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Tuesday, May 19, 2015

Adventures with Two-Color aka Stranded Knitting

Saturday, Beth, Robbie and I drove up to the Kent Knitting Retreat.  We had signed up for one day of classes.  While we were getting settled, we ran into Amy Herzog, designer and mastermind behind Customfit sweaters. We offer the Customfit program at Westport Yarns and wanted to say hello.


I took two awesome classes with Mary Jane Mucklestone.  She has written three books on color knitting.

The first class was Two-Color Knitting. I just learned two-color knitting a year ago when I knit the Koigu Mobius Cowl. I fell in love with the technique. As with any technique there is always room to learn more.

I attending the class with Beth, Robbie and met up with several Westport Yarns staff and customers.  The class was FULL!

We made this headband (could've been a hat if I wanted to continue).  If you knit Continental, she taught you how to knit carrying both colors in your left hand.  If you knit English style, she taught you how to knit with one color in each hand.

I had learned both methods. I was more comfortable holding a color in each hand because I tended to get really twisted up when I attempted two colors in my left hand.  She taught us how to avoid getting tangled and how to manage your yarn so your floats come out right.

I have to give you a visual here. Working the color in my left hand, knit Continental style, is a smooth process (if loose).  Since I don't actively knit English, my movements are totally exaggerated, like a caricature of someone throwing the yarn. I could've lassoed a wild animal with the reach of my throwing of the yarn.  Beth was knitting to my left and Sari (a customer) was behind me.  They helped me economize my movements.  It still felt completely clumsy because I was unaccustomed to it.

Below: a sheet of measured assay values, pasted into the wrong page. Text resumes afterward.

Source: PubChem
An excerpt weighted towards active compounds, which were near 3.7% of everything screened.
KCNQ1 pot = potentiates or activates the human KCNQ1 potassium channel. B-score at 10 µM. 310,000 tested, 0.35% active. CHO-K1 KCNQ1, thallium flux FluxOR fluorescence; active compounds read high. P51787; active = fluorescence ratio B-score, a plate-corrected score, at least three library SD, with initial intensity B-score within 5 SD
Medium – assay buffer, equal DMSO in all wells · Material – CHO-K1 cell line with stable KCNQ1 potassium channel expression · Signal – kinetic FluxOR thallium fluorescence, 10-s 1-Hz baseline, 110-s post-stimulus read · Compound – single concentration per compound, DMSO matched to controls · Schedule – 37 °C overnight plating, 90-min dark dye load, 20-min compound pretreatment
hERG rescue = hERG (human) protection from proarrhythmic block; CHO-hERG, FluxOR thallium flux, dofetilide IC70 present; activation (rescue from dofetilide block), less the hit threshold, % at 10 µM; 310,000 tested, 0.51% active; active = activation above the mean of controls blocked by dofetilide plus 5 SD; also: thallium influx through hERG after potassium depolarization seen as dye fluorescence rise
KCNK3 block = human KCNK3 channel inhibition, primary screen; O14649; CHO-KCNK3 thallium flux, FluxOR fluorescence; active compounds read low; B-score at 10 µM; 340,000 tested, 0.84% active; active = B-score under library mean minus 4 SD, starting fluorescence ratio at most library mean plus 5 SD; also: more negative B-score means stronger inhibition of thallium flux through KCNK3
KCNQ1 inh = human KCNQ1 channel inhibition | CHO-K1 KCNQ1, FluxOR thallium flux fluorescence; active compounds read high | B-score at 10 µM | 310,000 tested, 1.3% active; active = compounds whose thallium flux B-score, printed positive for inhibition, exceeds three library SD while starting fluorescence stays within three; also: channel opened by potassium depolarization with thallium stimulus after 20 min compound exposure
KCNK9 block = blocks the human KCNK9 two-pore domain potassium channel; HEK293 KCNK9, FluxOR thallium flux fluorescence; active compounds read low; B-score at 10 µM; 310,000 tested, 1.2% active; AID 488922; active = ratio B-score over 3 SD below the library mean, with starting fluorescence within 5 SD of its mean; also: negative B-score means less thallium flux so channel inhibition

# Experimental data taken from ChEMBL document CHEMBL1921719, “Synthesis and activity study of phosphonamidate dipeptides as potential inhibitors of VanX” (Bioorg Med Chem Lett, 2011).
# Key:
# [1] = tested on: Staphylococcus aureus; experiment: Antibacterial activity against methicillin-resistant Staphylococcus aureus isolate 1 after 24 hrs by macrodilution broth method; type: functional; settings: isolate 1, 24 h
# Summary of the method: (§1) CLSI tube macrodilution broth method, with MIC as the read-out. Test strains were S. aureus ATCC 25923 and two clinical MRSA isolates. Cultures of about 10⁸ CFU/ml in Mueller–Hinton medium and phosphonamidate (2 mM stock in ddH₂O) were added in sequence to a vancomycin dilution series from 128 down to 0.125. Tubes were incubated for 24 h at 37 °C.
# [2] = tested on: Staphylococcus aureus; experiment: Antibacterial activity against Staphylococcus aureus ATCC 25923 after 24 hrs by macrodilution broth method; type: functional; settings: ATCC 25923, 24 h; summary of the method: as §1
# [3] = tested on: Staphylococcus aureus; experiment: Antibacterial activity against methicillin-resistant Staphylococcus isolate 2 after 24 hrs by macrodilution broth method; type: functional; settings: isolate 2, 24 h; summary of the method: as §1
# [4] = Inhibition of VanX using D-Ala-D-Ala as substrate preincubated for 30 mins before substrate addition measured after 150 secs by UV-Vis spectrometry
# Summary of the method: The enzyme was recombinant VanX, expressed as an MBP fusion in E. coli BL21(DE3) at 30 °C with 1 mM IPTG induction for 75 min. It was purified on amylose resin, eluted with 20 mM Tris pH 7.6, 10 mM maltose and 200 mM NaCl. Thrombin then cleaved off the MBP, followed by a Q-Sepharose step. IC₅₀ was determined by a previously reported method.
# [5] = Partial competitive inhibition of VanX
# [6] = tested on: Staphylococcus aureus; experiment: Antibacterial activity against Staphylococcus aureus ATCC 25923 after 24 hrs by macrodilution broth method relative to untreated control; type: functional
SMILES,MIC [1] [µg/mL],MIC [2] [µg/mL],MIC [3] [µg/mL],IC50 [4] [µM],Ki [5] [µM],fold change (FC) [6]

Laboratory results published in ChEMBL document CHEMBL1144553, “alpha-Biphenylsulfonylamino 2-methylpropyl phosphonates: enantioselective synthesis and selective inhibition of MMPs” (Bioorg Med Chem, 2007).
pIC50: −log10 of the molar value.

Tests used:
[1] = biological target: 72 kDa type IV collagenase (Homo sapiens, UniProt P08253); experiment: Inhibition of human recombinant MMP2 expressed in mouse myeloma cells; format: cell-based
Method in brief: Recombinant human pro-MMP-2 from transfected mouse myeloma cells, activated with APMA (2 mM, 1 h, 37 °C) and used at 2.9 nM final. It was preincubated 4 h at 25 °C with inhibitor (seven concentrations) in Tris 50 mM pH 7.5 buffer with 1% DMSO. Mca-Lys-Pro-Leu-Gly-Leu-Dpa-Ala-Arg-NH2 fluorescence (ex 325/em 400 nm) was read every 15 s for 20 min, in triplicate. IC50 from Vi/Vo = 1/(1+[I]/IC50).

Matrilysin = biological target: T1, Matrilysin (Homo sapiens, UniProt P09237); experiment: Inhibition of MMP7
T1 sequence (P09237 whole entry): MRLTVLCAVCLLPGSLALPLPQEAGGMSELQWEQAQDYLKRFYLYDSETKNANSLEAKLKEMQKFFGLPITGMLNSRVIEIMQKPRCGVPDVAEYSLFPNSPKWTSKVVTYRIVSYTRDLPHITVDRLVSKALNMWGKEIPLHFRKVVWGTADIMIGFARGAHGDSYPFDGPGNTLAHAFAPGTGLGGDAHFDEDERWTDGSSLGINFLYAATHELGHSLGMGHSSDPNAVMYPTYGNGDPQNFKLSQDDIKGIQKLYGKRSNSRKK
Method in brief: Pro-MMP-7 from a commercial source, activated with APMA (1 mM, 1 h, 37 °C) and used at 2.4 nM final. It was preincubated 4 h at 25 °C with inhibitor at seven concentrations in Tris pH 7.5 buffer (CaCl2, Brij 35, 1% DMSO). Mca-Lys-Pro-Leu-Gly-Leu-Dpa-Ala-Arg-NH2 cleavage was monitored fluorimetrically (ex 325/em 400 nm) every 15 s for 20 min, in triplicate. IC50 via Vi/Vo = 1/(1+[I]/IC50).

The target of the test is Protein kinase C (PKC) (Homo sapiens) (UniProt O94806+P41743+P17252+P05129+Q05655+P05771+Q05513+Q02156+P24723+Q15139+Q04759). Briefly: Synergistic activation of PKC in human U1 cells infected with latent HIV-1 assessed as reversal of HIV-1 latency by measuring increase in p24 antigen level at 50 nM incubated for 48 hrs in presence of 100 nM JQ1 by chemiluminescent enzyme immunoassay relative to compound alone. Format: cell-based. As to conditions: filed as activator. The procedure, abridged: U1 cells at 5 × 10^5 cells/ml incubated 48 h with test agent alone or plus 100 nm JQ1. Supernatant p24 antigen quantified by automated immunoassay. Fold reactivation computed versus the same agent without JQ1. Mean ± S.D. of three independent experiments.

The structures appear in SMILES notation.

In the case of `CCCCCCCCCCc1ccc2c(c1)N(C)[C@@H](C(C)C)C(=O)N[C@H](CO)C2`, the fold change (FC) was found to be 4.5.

Here is the (potentially) life changing observation.  My gauge with the color knit English style was remarkably tighter than my Continental color. Considering that I have to go down a minimum of two needle sizes just to get gauge, this could revolutionize my knitting.  I left this class in an elated fog of how much we learned and what all this means for my gauge going forward.


At lunch we ate at an outdoor cafe. Next to us was a couple with two Bull Mastiff dogs.


They were ginormous! To give you perspective, I wear a size 9 shoe.  Yikes. They were sweeties.

The afternoon class was about Scandinavian knitting.  First off she explained that one of the major differences between Fair Isle and Scandinavian knitting is that Scandinavian knitting has motifs of people and animals.  Fair Isle does not.

There were several pattern options for trying out Scandinavian knitting.  Julie and I chose the "insane" one.  I mean really, go insane or go home.

First off she taught us how to knit two color garter, in the round, with no purling.  Think about that for a few minutes.  You'll get it. Garter knit flat is knit every row.  Garter knit in the round is (ordinarily) knit a round, then purl a round and alternate between the two rounds.

I decided to continue to pursue my gauge discovery as a bonus to learning the Scandinavian knitting. (I'm getting really good at typing Scandinavian) Now this will be hard to see, you can pretend you see it, that's fine.The white yarn was knit Continental.  The blue yarn, English style.  After four rounds, my gauge for the blue was so tight, it felt like the blue stitches were disappearing.  I went up a needle (unheard of for me) and it was markedly better.

This could've been a hat or headband as well.  However, with my gauge all over the place, it will stay a swatch.  I keep all the swatches I knit in classes for future reference.

Stay tuned for gauge play comparing and contrasting my results with Continental and English.

Yarn Organization

I haven't seen Trammi in at least a month, so it was great to catch up.  She lamented the number of 'works in progress' that she has going and that she loses track.  I hear this from a lot of customers at the shop. Since I'm the poster child for multiple projects going at a time, I can speak a bit about this.